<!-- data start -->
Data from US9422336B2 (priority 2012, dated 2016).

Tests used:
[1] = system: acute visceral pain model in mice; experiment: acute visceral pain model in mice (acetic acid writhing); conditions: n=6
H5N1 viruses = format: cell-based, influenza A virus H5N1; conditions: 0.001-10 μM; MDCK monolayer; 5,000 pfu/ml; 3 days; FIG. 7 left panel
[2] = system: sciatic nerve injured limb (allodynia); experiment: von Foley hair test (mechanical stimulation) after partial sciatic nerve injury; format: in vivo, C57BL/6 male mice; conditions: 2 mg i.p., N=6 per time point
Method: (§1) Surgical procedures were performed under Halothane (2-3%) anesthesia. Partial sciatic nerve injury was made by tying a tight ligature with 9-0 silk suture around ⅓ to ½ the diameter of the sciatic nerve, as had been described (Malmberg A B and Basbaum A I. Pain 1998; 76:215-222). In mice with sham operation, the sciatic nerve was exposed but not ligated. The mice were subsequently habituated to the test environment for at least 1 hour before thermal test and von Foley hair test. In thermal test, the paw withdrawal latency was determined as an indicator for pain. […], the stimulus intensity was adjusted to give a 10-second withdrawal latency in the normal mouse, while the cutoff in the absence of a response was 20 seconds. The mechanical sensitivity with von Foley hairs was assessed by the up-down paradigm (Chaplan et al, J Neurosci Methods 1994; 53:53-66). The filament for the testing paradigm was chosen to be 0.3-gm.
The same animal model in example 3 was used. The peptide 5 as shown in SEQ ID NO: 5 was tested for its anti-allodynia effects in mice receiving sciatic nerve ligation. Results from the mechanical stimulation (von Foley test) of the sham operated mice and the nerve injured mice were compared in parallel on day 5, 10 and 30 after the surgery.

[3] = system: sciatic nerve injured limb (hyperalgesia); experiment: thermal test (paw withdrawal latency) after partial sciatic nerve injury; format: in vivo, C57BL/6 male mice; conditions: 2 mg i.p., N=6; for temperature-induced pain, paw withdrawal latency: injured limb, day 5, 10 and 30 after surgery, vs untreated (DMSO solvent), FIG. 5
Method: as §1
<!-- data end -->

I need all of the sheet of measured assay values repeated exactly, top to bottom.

Data from US9422336B2 (priority 2012, dated 2016).

Tests used:
[1] = system: acute visceral pain model in mice; experiment: acute visceral pain model in mice (acetic acid writhing); conditions: n=6
H5N1 viruses = format: cell-based, influenza A virus H5N1; conditions: 0.001-10 μM; MDCK monolayer; 5,000 pfu/ml; 3 days; FIG. 7 left panel
[2] = system: sciatic nerve injured limb (allodynia); experiment: von Foley hair test (mechanical stimulation) after partial sciatic nerve injury; format: in vivo, C57BL/6 male mice; conditions: 2 mg i.p., N=6 per time point
Method: (§1) Surgical procedures were performed under Halothane (2-3%) anesthesia. Partial sciatic nerve injury was made by tying a tight ligature with 9-0 silk suture around ⅓ to ½ the diameter of the sciatic nerve, as had been described (Malmberg A B and Basbaum A I. Pain 1998; 76:215-222). In mice with sham operation, the sciatic nerve was exposed but not ligated. The mice were subsequently habituated to the test environment for at least 1 hour before thermal test and von Foley hair test. In thermal test, the paw withdrawal latency was determined as an indicator for pain. […], the stimulus intensity was adjusted to give a 10-second withdrawal latency in the normal mouse, while the cutoff in the absence of a response was 20 seconds. The mechanical sensitivity with von Foley hairs was assessed by the up-down paradigm (Chaplan et al, J Neurosci Methods 1994; 53:53-66). The filament for the testing paradigm was chosen to be 0.3-gm.
The same animal model in example 3 was used. The peptide 5 as shown in SEQ ID NO: 5 was tested for its anti-allodynia effects in mice receiving sciatic nerve ligation. Results from the mechanical stimulation (von Foley test) of the sham operated mice and the nerve injured mice were compared in parallel on day 5, 10 and 30 after the surgery.

[3] = system: sciatic nerve injured limb (hyperalgesia); experiment: thermal test (paw withdrawal latency) after partial sciatic nerve injury; format: in vivo, C57BL/6 male mice; conditions: 2 mg i.p., N=6; for temperature-induced pain, paw withdrawal latency: injured limb, day 5, 10 and 30 after surgery, vs untreated (DMSO solvent), FIG. 5
Method: as §1